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See Rubber Duck Debugging, you don't even need another person. –  Slomojo Feb 10 '11 at 3:30
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"let me finish this and I'll be over to look at it". They go away. You take 1 hour to finish. They will start solving the problem themselves

It works with colleagues, friends, family but not with grandmothers. If she wants her printer fixed you better do it now.

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This will stop the vast majority of interruptions, IME. –  JBRWilkinson Feb 10 '11 at 14:20
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If the issue is that you want them to learn something, without you showing the answer, you could always try...

...the Socratic Method!

Yes, instead of letting them ask the questions, try to make them think by asking leading questions back with as small logical leaps as possible.

Or else you could just lead them to the stack overflow site if you don't have the time.

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I don't think it works in practice. Socrates was well known for finding answers by not trying to prove(by experiments) any concept he came up with. –  apoorv020 Feb 28 '11 at 19:19
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+1 For Socrates. –  Orbling Feb 28 '11 at 23:55
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The paid tutoring answers are really great. I made a lot of money that way in both undergraduate and graduate school.

You could also start a study group after school, where people get together and brainstorm about their programming questions. That's really common at university, and is a great way both to make friends and to learn. Then when somebody interrupts you with a question at school, tell them you're busy but they should bring it to the study group. And it's astonishing how explaining things to other people helps you understand the material more deeply than you could otherwise.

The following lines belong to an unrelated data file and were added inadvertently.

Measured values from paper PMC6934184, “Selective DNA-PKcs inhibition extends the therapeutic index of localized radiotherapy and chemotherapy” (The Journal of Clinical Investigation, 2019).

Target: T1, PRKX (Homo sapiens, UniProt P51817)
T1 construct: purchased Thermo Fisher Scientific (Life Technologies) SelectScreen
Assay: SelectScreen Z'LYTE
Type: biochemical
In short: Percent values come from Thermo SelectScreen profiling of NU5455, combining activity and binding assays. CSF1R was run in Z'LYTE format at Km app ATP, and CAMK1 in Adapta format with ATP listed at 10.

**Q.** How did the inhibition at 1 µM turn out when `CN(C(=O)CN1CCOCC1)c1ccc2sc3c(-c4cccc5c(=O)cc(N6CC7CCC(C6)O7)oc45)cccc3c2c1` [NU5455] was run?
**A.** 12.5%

Many programmers at my university did that, and not only did they all get great grades, but had a lot of fun. We also did that for some organic chemistry classes when I was working on my doctorate, and we also all got A's and had a lot of fun. We always had coffee, some people even brought food, and we'd sometimes go out for beer afterward.

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Talk to the teacher (if you need to use the lab) and see if you can form a study group. I know you want to avoid answering questions, but this will really make you a better programmer. You will have a deeper understanding if you have to explain it others. This will help you manage the Q & A and limit disruptions. Just tell everyone to bring it up at the study group. You never know, you may create one or two other resident experts that can take on some of the questions.

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Would it work to tell them about Stack Overflow?

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I heard this in a talk on general productivity, but I can't find it right now.

The basic idea is, that if you are asked a question is not to respond to an individual directly, but a blog (or something similar), thus building up a knowledge base you can point people to.
Not having to answer the same questions over and over again already helps a lot and actually makes this interesting. There's only a limited amount of questions you'll be asked until you reach a point where you learn something yourself, because the questions are new to you.
Also this is potentially of help for the years after you and even other schools.

Maybe a forum is a better idea than a blog, because you wouldn't have to do all by yourself. In the beginning you would have motivated people pointing out duplicate questions and maybe someday even others will be able to provide answers.
Think of it as a homebrew version of stackoverflow, just for a specific group, possibly in your native language.

It's up to you to decide how far you will go. The fundamental step is to cut out the need to answer to the same stupid questions over and over again.

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If you are in secondary school, then really students should be asking the teacher if they need help, not a fellow pupil.

In an ideal world, they should probably not be speaking to anyone, unless they are working in pairs in which case they should be talking to their partner only.